She finally wound down. We used the children’s coats and ours to make sleeping pads for them. We slept, if you can call constantly rolling on concrete looking for a soft spot “sleep”, until there was a knock on the door.

I stumbled to my feet and went to it.

“Who’s out there?”

“Who the hell you think?” Sam answered.

“Some bastard who locked his only brother up inside a fucking concrete building.”

“How about an idiot that shows up in the middle of the night without calling? How about a brother comes from a plague infested city maybe bringing it with him?”

“Come on, Sam, open this door.”

“I will, but you need to listen to me. I’m not taking any chances. You may be carrying the disease. The news said it takes twelve days to know if you’ve got it. I love you Ralph, but I have to think of mine, too.

“Here’s the deal. I looked through the windows of your Dodge. You’ve got food, and everything else you need. I put pots and pans, and a camp stove with a full, twenty-pound bottle of propane hooked to it beside your Dodge. Lucy set some padding and blankets there, too. After I open the door, you give me two minutes to move away and then you all get what you need from the Dodge. Drive it over here first, because I don’t like it sitting in front of the house. I had nightmares last night picturing germs crawling out of it. I’ll keep my boys away while you do. I’m asking you to stay in the shop until I know you ain’t carrying. It’s just for twelve days.”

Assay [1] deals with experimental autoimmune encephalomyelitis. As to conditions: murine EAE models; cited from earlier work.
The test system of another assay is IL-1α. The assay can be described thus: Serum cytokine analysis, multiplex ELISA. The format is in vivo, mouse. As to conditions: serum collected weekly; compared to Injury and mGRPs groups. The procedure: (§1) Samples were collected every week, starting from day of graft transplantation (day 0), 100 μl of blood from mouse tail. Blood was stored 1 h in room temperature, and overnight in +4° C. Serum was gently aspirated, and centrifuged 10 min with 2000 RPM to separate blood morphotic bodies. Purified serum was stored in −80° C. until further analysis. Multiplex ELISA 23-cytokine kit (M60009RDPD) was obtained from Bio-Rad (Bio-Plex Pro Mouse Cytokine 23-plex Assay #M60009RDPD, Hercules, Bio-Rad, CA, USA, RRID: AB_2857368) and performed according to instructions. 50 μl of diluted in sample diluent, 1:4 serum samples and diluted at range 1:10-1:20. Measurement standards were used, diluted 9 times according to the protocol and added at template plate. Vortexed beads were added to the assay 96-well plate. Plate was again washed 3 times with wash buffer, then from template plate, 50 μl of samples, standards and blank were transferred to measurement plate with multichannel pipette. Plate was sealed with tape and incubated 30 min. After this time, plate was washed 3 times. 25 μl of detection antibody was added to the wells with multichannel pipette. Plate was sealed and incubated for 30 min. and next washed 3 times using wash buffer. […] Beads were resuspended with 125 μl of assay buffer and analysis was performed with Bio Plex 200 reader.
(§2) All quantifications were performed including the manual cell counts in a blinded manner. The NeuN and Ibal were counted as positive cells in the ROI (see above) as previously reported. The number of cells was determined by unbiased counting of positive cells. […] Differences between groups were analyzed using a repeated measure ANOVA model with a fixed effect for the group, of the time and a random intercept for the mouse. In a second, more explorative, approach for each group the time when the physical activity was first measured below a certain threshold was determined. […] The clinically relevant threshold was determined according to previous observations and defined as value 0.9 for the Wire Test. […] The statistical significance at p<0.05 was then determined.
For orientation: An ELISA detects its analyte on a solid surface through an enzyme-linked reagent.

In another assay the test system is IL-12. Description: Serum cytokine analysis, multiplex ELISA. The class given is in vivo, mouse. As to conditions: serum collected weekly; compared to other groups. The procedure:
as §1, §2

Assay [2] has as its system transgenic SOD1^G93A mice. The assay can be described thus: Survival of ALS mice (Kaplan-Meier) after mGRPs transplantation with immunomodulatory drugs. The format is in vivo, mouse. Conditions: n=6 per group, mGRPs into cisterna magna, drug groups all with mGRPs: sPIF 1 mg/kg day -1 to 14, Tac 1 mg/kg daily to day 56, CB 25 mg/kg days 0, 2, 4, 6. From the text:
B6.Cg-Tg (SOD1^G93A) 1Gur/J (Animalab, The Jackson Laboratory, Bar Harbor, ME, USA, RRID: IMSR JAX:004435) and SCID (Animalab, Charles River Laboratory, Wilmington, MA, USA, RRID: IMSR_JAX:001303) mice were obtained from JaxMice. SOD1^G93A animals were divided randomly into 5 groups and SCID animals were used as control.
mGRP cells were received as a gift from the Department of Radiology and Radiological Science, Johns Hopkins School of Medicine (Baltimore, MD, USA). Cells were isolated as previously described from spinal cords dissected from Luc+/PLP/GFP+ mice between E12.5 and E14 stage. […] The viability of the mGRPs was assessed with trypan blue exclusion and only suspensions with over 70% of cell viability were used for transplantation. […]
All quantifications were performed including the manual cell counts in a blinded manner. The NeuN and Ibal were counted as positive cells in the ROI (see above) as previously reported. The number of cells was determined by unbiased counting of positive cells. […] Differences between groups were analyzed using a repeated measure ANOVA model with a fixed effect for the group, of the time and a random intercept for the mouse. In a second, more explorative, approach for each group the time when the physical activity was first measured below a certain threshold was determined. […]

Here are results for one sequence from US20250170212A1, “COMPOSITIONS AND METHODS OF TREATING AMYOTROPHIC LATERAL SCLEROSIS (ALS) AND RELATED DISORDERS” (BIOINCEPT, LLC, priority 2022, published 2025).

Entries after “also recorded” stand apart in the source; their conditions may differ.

I couldn’t argue with his reasoning. Becky came to my side and spoke through the door.

“Sam, I’m sorry for carrying on last night. We’ll do what you ask. You’re right, there is a possibility we had contact with someone who has the plague. We’d been staying away from people, but yesterday while we were shopping, Lord knows some of the people around us were coughing and sneezing. We were wearing masks, but there’s no guarantee we weren’t exposed.”

“Don’t sweat it. Last night you were tired and scared and I know my shotgun didn’t make you feel none too comfortable. I’m unlocking the door. Give me a couple minutes before you come out.”




Sam, thirty-eight, was five years older than me. He called his place a farm, but what he had was five acres of lawn with a few scattered fruit trees. Sam owned a wrecker; his main source of income came from being on call to haul wrecks off the highway. He never had much in the way of ambition.

I went to technical school and worked my way up in the IT field. He majored in shooting pool and hanging out in seedy bars. He got busted for growing pot in the basement of the house he was renting and went to jail for five years.